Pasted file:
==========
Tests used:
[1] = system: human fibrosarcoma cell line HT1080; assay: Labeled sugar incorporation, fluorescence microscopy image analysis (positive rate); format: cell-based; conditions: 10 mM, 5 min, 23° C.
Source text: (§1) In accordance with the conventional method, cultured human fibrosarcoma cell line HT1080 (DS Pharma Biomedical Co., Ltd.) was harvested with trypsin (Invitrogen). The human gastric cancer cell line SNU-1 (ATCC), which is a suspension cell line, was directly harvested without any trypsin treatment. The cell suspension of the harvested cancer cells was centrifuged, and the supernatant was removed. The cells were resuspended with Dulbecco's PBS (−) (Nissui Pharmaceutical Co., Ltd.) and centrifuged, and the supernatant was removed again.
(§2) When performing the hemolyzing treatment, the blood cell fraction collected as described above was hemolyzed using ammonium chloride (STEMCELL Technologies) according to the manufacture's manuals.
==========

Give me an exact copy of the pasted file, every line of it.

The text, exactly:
Tests used:
[1] = system: human fibrosarcoma cell line HT1080; assay: Labeled sugar incorporation, fluorescence microscopy image analysis (positive rate); format: cell-based; conditions: 10 mM, 5 min, 23° C.
Source text: (§1) In accordance with the conventional method, cultured human fibrosarcoma cell line HT1080 (DS Pharma Biomedical Co., Ltd.) was harvested with trypsin (Invitrogen). The human gastric cancer cell line SNU-1 (ATCC), which is a suspension cell line, was directly harvested without any trypsin treatment. The cell suspension of the harvested cancer cells was centrifuged, and the supernatant was removed. The cells were resuspended with Dulbecco's PBS (−) (Nissui Pharmaceutical Co., Ltd.) and centrifuged, and the supernatant was removed again.
(§2) When performing the hemolyzing treatment, the blood cell fraction collected as described above was hemolyzed using ammonium chloride (STEMCELL Technologies) according to the manufacture's manuals.